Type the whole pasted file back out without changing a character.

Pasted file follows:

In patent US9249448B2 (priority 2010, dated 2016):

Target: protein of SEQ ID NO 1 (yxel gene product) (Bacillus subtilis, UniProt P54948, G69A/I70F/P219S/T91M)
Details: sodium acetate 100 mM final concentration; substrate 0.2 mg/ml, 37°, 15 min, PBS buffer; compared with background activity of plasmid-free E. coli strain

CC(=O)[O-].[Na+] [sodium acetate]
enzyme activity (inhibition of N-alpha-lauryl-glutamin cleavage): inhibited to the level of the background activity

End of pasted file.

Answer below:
In patent US9249448B2 (priority 2010, dated 2016):

Target: protein of SEQ ID NO 1 (yxel gene product) (Bacillus subtilis, UniProt P54948, G69A/I70F/P219S/T91M)
Details: sodium acetate 100 mM final concentration; substrate 0.2 mg/ml, 37°, 15 min, PBS buffer; compared with background activity of plasmid-free E. coli strain

CC(=O)[O-].[Na+] [sodium acetate]
enzyme activity (inhibition of N-alpha-lauryl-glutamin cleavage): inhibited to the level of the background activity